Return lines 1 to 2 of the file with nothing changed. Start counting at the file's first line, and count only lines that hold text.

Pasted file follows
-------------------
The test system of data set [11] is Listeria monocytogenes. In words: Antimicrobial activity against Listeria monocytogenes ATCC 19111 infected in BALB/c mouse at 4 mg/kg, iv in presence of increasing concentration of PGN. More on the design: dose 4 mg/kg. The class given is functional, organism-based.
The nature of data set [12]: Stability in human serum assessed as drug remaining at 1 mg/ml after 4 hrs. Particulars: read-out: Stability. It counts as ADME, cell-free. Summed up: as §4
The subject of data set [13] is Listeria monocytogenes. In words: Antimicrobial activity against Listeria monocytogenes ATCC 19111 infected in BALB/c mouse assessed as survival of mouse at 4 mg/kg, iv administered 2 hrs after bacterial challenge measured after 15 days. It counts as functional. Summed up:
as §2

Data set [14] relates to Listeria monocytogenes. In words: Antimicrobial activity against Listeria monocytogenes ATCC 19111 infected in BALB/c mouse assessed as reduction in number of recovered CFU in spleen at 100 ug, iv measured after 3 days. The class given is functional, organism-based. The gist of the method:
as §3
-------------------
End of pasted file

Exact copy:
The test system of data set [11] is Listeria monocytogenes. In words: Antimicrobial activity against Listeria monocytogenes ATCC 19111 infected in BALB/c mouse at 4 mg/kg, iv in presence of increasing concentration of PGN. More on the design: dose 4 mg/kg. The class given is functional, organism-based.
The nature of data set [12]: Stability in human serum assessed as drug remaining at 1 mg/ml after 4 hrs. Particulars: read-out: Stability. It counts as ADME, cell-free. Summed up: as §4